Friday, October 21, 2011

David Anthony Lowe - Our Universe May Exist Inside a Black Hole

Does our universe exist inside a black hole? How cool would that be - and what a great premise for a sci-fi novel. David Anthony Lowe is working with "a particular description of the holographic principle that shows that a certain kind of universe with gravity can be described, after dropping a dimension, by quantum field theory. (See "The Black Hole and the Babel Fish" for more about the holographic principle.)" Lowe's universe is one with no beginning and no end - and it also is one of many. I think I like his model . . . for now.

The End of Time?

Our universe may be housed inside a black hole. If so, we can map out how time—and physics—will end.
by Kate Becker
FQXi Awardees: David Lowe
June 28, 2011
Imagine strolling up to a very unusual department store. There are no windows, so you can’t see inside. But the external walls of the store list everything it contains: Every party dress, handbag, kitten-heel shoe, and silk scarf is inventoried; the exact size and color and shape is recorded; all the information about every thread of every stitch is emblazoned there on the brick wall.

Now imagine that the shop isn’t really a shop. It’s a black hole, and it contains our entire universe. Not just the stars and galaxies that we can see with telescopes, but many other regions of space, where the laws of physics operate differently. Our familiar universe, with its hundreds of billions of galaxies, is rather provincial, the cosmic equivalent of the Ladies’ Shoe department.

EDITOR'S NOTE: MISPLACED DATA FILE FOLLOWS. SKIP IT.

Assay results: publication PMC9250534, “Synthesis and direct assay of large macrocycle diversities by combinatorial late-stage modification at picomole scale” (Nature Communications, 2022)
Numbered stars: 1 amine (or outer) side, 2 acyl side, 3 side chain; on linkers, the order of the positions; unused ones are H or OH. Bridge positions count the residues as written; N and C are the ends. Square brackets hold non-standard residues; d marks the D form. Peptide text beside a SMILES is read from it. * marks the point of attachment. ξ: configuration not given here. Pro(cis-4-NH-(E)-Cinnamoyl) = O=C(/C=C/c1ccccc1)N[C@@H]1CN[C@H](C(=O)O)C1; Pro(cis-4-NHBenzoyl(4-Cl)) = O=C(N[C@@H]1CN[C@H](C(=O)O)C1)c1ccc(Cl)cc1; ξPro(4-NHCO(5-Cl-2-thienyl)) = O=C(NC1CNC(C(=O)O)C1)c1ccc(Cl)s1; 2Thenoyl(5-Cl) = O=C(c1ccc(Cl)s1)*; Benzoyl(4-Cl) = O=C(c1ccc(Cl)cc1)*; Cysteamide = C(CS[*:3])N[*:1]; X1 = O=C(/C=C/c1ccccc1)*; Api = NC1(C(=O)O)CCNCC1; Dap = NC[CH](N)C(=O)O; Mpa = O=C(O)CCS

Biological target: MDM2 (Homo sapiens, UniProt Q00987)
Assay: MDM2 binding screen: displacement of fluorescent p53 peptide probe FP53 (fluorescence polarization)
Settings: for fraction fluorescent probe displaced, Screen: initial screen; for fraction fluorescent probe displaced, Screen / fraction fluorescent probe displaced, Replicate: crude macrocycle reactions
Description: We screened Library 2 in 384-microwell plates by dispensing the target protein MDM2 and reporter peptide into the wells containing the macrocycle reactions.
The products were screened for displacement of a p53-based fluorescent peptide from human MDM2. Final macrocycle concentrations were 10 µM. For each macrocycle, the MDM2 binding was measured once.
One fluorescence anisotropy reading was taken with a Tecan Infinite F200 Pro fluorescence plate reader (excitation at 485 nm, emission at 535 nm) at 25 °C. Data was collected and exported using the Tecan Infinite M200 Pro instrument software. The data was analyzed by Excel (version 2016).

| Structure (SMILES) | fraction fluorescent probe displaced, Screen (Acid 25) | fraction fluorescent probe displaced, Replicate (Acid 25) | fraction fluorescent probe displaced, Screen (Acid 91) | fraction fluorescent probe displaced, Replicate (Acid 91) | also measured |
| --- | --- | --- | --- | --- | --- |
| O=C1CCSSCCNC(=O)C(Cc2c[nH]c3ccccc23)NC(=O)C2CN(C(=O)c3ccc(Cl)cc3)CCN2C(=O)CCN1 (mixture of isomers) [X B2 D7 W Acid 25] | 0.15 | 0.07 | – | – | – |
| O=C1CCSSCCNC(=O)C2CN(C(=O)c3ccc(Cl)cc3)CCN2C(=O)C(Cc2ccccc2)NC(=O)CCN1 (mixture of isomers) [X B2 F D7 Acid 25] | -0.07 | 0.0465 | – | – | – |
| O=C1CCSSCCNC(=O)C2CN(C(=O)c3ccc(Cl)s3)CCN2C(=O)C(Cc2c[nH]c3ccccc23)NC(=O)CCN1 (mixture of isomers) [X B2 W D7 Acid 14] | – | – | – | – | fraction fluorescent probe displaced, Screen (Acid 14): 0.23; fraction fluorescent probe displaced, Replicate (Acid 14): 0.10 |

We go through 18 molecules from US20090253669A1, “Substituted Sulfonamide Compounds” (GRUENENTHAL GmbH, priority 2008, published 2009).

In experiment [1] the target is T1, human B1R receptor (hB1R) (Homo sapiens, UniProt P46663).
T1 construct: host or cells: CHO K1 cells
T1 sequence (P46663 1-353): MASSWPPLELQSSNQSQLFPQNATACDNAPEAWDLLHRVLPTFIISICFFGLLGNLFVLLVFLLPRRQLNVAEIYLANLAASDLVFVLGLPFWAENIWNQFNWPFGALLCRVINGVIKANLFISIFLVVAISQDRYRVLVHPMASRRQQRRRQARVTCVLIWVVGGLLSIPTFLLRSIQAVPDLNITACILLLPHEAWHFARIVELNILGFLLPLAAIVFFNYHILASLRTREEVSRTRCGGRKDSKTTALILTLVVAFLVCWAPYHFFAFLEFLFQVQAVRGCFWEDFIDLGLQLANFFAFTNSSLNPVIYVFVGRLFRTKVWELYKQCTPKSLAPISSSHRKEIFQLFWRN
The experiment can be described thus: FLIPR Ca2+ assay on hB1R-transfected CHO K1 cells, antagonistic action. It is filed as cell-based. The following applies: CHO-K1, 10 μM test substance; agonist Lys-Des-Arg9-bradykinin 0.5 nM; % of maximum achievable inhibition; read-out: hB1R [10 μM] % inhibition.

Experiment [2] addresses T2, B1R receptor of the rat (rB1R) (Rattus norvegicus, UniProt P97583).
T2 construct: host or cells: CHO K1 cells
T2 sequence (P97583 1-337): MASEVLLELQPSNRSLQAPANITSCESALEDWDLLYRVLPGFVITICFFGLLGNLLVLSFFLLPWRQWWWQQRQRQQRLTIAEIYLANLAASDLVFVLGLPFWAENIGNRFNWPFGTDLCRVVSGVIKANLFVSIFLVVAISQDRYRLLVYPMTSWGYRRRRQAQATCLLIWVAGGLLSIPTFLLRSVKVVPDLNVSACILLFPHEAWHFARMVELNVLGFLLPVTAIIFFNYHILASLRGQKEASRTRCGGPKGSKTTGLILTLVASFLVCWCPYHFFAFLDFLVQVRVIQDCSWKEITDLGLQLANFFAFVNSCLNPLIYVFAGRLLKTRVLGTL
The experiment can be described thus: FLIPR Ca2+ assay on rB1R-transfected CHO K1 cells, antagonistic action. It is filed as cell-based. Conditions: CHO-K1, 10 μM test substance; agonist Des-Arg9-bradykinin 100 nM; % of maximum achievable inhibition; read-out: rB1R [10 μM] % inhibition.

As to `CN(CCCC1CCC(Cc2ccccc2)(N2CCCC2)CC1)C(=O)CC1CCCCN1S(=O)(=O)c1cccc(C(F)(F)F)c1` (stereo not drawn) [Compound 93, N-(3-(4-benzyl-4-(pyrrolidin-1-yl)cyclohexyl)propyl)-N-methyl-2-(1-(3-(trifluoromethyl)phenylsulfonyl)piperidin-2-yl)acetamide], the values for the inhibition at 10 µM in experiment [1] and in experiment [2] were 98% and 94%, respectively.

That’s a rough analogy for a new view of the universe being proposed by FQXi grant winner David Anthony Lowe, a physicist at Brown University, that will allow him to explore the "big questions" of cosmology: How big is the universe? Will it expand forever? Has it always existed? Will it always exist?

Lowe’s work builds on the holographic principle, the idea that all the information in our universe can be mathematically represented on a cosmic horizon like the surface of a black hole. Just like the two-dimensional hologram on your credit card, which appears to spring into a third dimension when you hold it just so, this cosmic hologram encodes information for one more dimension than it exists in itself. Lowe interprets the holographic principle as more than just a handy mathematical tool: "It means we’re inside a black hole," he says. "It is a physical reality."
Read the whole article.

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